Punk Attitudes Make Steely Dan and Elvis Costello Logical Tourmates

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Steely Dan and Elvis Costello & the Imposters will perform together tonight at Red Rocks. Perhaps today, the pair share a status as FM radio rock legends from another era, making them reasonable playlist companions. But they still seem to occupy very different musical worlds. Steely Dan has come to represent — for many people — the ultimate in soft rock, uncool, jazz-nerd music. Elvis Costello, on the other hand, was affiliated with English punk, in many minds, and famously got banned from Saturday Night Live when he stopped playing “Less Than Zero” and went into the scathing “Radio Radio.”

Steely Dan and Elvis Costello are now considered mainstream, and certainly both have courted collaboration with mainstream artists. They've also both scored hits with some very unlikely music, should one choose to delve a little deeper than how catchy the songs often are. And despite their differences, Steely Dan and Costello are tied together in deeper ways than one might think. 

Could anything sound less punk than Steely Dan? Aja is about as chill an album that has ever been released, and Gaucho may be even more so. But let's consider how Steely Dan named itself after “Steely Dan III from Yokohama,” a dildo from William S. Burroughs' classic novel Naked Lunch. Burroughs might be considered the godfather of what punk came to represent, which was a subversion, and even rejection, of mainstream culture. Patti Smith was among the many musicians influenced by Burroughs, and Burroughs' stark aesthetic has proven an enduring influence not just on punk but on post-punk artists like Sonic Youth and Pere Ubu.  

Donald Fagen and Walter Becker showed their affinity for the forbidden and the darkly yet subtly wickedly humorous by naming their band after an absurd Burroughs reference. It's perfect for people whose spirit was punk even if their music wasn't as obviously part of the genre.

Both Steely Dan and Costello seem to have a soft spot in their heart for classic pop and old rock and roll, before the spirit of it got tarnished sometime in the 1960s and early 1970s. For Steely Dan, some of that was obvious in the lyrics from its early albums. The same was true for Elvis Costello. His earliest single, the aforementioned “Less Than Zero" — as well as his stage name — embodied an embrace of a time that was simpler, though he never romanticized it.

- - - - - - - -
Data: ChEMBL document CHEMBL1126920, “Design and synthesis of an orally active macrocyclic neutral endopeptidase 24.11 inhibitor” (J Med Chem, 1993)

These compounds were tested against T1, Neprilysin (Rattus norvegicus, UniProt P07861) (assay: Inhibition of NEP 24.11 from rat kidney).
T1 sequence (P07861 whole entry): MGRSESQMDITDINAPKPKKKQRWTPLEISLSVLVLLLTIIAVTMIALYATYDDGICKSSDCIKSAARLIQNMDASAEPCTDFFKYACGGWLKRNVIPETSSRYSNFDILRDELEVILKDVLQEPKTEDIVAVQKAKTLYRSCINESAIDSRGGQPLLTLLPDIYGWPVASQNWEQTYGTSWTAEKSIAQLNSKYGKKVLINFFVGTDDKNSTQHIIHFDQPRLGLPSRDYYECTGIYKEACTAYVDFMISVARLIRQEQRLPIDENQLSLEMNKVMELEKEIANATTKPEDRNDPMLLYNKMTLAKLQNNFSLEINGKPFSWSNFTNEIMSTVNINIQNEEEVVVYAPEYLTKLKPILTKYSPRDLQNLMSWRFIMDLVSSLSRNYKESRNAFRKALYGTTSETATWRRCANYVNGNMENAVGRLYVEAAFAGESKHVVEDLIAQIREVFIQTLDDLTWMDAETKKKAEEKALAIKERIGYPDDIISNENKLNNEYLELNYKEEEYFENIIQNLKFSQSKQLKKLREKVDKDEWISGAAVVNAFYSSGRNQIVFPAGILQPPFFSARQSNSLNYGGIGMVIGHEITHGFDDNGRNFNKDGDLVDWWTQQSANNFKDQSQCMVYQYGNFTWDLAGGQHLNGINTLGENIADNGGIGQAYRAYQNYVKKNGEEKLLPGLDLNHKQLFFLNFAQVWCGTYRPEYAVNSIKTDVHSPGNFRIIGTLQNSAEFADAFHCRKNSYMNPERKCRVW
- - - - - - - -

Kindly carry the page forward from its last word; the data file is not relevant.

Steely Dan may reference Brubeck and older popular culture artifacts, but its own bemused treatment of nostalgia and looking back to fetishize what has come before proves that Becker and Fagen could never truly be pegged as retro artists. Nor could Costello, whose own aesthetic was very much part of what became “New Wave.”

Like many punk bands, Steely Dan and Costello both stripped back ideas generally about what music could be about and rebuilt their own way of commenting on life and society. They both played on the nostalgia of listeners with words, sounds and sentiments in a subversive and creative way that might have come off as too clever or smart for some people, but both artists also seem obvious in their dry humor and sublime sarcasm if you're open to it.

It's strange to think that Aja came out in 1977, because it sounds timeless, and its production values come across as very modern. The album has long been considered the band's masterpiece and the pinnacle of its recorded output. The mixture of jazz lingo and contemporary imagery was truly the musical equivalent of Beat literature. It also has the distinction of having songs on both classic rock and easy listening radio. Few bands with any cachet of cool can make a similar claim.

The same year, 1977, Elvis Costello's debut album My Aim is True hit the streets. Both albums came in the wake of Sex Pistols early singles but before the October 27, 1977 of Nevermind The Bollocks, Here's The Sex Pistols. All three albums commented bitterly on the downside of their respective cultures and used sarcasm to artfully dismantle sacred cows with varying degrees of subtlety. All three records are important in the history of rock music. But Steely Dan and Elvis Costello more deftly infiltrated mainstream culture, while the Sex Pistols blew the doors down and paved the way for future pop music gatecrashers Nirvana to come out of seemingly nowhere to turn a bloated music industry on its head.

These days, audiences are bit more savvy about what music is about and more aware of subtext than they were in the '70s. And Steely Dan and Elvis Costello have emerged intact as both artistically and intellectually respectable artists who use refined sounds to express dark, stark truths about life and society. Elvis Costello once said something about how he was never an angry young man — he was always an angry old man. Was he serious? Or was that another bit of wry humor? It's difficult to say exactly, and that is also some of the enduring appeal of Costello and Steely Dan — they never dumb it down for you and by not doing so encourage an audience that is a little sharper and hipper than it probably knew it could be.

If you'd like to contact me, Tom Murphy, on Twitter, my handle is @simianthinker.

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